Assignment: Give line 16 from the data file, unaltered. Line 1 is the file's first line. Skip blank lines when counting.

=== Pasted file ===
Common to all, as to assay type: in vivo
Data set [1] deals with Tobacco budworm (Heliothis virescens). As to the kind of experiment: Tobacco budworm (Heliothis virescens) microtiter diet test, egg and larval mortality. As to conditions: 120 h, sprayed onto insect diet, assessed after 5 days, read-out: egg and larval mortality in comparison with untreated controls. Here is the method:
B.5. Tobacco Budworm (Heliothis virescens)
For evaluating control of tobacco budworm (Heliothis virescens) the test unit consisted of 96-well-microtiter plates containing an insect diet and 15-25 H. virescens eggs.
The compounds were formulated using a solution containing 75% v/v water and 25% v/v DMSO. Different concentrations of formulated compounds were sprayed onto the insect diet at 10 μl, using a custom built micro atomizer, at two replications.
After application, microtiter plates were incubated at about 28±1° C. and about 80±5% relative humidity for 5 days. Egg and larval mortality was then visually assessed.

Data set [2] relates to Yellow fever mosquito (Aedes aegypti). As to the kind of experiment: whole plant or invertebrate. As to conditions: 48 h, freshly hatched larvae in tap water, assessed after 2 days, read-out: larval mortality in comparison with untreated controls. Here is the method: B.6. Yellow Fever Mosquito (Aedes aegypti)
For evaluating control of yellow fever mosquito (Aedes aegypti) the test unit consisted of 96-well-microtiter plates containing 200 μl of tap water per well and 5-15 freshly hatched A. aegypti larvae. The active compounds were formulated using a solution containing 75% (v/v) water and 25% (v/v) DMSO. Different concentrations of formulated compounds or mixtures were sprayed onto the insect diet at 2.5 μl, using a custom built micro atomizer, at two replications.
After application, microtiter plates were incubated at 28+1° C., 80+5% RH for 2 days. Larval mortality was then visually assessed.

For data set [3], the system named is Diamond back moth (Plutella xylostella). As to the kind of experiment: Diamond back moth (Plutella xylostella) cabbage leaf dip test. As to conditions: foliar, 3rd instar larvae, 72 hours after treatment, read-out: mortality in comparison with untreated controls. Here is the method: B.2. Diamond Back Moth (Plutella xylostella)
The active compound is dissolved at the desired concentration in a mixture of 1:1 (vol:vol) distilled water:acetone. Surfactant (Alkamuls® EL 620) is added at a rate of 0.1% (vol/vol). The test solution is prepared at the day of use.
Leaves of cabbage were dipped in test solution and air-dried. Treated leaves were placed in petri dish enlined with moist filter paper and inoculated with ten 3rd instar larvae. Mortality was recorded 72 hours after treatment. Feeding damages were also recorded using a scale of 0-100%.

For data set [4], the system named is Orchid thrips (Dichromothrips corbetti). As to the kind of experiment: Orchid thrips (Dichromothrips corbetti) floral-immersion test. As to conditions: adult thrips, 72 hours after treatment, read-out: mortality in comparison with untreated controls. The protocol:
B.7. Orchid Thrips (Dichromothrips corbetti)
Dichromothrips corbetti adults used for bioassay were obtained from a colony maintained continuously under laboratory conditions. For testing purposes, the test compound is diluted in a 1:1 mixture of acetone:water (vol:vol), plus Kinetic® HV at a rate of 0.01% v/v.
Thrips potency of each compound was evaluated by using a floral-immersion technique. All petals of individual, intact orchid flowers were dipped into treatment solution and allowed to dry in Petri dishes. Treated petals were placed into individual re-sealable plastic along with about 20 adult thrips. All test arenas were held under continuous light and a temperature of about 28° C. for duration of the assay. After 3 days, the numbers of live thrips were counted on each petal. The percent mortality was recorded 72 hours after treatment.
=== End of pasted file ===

Thrips potency of each compound was evaluated by using a floral-immersion technique. All petals of individual, intact orchid flowers were dipped into treatment solution and allowed to dry in Petri dishes. Treated petals were placed into individual re-sealable plastic along with about 20 adult thrips. All test arenas were held under continuous light and a temperature of about 28° C. for duration of the assay. After 3 days, the numbers of live thrips were counted on each petal. The percent mortality was recorded 72 hours after treatment.